Outer Court

Tech - Top 10 Positive Tendencies in Web Design

I've already written about the Top 10 Errors in Web Design, and now here's the positive side. (Not all things are going wrong, not by far.)

1. Some Are Getting Simpler

After the portal rush sites like Altavista.com get simpler again; they used to suffer from losing focus on what people actually came for. Or remember when Deja News went from highly useful Usenet archive to a product review site? Well, Google brought it back to usefulness.

2. Many are Adapting to Standards

Many more people, especially those writing blogs, are turning to XHTML+CSS to implement their websites. This is a positive trend, even though most are still using table-layout + (X)HTML Transitional (which is a modern version that allows older, deprecated elements). It seems, overall, many more people are getting the clues, especially those building Content Management Systems/ Web Publishing tools.

3. Google Pushes Accessibility

The Googlebot is blind, and many webmasters — who otherwise might have "ignored" blind users — are making their site become more accessible (e.g. by including alt-text for images). Offering text-as-text naturally is valuable even for those that can see but want to: quote text, use text-to-speech readers, increase the font-size or change the font-face, and so on.

4. Intro-Pages Completely Dead

It has been a long time since I came across a "cover" page (like those featuring the flashy "Skip Intro" button). Instead of dead "We're Online" constructs, people are making use of their web-space and provide news and feedback options, right on the front-page. (Ever tried to track down something as simple as a company address within a superbly designed & animated Flash site? And if you actualy found it — ever tried to copy that address to the clipboard?)

5. Google

Google is adding more and more usefulness, including programs like Google Answers. It's also getting faster and faster at indexing new sites.

6. Blogs

Weblogs are bringing an interesting twist to web publishing. (On the downside, at times function follows form.) People start new (or old new) forms of online publishing, and tools like combined authoring are being published and discussed.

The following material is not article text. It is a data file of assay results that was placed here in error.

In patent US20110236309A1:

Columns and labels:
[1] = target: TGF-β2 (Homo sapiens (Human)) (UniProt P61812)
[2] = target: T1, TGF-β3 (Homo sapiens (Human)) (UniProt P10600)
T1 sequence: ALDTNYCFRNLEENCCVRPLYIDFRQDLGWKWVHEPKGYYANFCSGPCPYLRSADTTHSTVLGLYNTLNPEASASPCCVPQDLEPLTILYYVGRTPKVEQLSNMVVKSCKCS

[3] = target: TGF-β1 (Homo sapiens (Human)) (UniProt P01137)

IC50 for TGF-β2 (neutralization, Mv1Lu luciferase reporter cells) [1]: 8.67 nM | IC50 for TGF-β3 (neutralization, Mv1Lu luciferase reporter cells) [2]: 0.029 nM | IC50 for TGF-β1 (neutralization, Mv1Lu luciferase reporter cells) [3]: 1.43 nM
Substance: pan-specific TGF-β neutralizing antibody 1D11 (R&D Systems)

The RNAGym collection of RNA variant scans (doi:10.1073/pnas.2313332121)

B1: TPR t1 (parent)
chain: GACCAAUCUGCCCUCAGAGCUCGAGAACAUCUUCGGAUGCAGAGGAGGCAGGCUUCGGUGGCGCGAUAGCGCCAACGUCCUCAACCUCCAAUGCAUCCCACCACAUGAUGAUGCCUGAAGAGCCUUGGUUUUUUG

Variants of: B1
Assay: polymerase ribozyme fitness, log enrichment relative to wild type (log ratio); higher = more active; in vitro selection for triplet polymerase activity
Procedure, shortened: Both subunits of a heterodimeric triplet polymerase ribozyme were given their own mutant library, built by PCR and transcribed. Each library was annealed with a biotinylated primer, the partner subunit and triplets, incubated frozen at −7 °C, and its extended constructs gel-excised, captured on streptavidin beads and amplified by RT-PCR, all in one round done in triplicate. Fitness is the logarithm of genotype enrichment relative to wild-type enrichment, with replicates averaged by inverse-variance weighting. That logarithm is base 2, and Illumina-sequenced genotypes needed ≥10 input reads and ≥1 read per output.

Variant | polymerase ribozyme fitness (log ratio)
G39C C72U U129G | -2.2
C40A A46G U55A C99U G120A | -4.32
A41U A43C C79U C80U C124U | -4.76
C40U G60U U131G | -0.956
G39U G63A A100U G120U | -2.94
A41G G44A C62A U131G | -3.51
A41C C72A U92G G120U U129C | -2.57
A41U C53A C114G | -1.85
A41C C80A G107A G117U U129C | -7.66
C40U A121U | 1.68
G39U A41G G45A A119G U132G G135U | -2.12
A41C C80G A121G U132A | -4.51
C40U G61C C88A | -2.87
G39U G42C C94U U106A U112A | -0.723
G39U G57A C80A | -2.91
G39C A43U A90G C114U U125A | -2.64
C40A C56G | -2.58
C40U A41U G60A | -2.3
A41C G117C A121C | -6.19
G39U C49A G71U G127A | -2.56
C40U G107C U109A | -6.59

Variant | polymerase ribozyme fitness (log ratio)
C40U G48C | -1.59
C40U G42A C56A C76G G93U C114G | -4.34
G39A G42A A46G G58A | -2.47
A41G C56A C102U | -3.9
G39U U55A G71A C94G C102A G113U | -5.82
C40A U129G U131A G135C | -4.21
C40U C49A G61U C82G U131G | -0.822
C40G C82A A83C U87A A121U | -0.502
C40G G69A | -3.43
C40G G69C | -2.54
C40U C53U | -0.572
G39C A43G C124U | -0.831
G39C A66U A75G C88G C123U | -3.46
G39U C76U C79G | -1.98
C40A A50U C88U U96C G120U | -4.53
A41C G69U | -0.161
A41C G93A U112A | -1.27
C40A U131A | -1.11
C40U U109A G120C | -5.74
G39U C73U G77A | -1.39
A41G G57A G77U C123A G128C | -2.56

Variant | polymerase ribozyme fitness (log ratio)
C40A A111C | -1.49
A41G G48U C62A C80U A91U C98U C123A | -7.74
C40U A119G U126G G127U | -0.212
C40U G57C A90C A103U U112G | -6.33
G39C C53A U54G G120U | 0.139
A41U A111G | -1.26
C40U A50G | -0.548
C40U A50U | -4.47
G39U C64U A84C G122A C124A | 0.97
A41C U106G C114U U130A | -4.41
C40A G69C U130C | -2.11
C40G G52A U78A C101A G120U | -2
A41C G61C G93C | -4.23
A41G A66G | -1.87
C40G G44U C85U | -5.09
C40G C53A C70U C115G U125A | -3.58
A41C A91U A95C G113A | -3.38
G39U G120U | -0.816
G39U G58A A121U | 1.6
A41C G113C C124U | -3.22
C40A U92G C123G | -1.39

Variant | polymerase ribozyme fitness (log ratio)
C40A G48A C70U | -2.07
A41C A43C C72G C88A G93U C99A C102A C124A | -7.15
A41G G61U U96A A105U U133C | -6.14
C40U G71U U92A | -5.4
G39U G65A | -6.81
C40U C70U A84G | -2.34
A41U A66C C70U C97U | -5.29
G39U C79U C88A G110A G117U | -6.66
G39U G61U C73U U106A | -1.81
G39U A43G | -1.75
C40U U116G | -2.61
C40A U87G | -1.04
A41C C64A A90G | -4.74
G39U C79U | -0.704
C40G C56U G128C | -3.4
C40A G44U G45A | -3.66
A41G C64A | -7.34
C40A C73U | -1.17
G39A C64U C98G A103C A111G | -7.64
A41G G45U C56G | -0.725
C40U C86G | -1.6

7. Less Java, Flash

Except for Flash-advertising, it seems there's less and less gimmick plug-ins around (including the overuse of Java for the likes of button-animation). Those that would otherwise: 1) load endlessly, 2) display ugly gray boxes while loading, 3) cause browser alerts to pop-up, 4) are not accessible, 5) are not indexed by search engines, 6) may not be safe, and 7) are hard to properly navigate.

8. Web Spamming Doesn't Work

People have seen too many failed attempts at spamming search engines (by the use of Link Farms and similar schemes), they are now getting scared to try. Or if they still do, they're successfully banned.

9. Great Content

Yes, 90% of everything is bad, as Sturgeon's law reminds us. But the 10% on the World Wide Web are bigger than they used to be. There's an awful lot of interesting things to be found online.

10. SVG

It's not yet in wide use, but the Scalable Vector Graphics language (currently available as Adobe Plug-In) is very promising and keeps getting more popular. It's like Flash, but an open W3C standard (using XML + EcmaScript), and what's important, it actually keeps accessibility in mind (the format is text-based instead of binary, copying text via the interface is no problem, and there's lots of options for the developer to include meta-data).

At the moment, you can think of SVG as the "good" Flash, but also as a definite outsider. (Even though the backing by industry players like Adobe or Jasc Software is nice, what's crucial here are the numbers of browsers in use that could run SVG content without any additional alerts or plug-in installations.)

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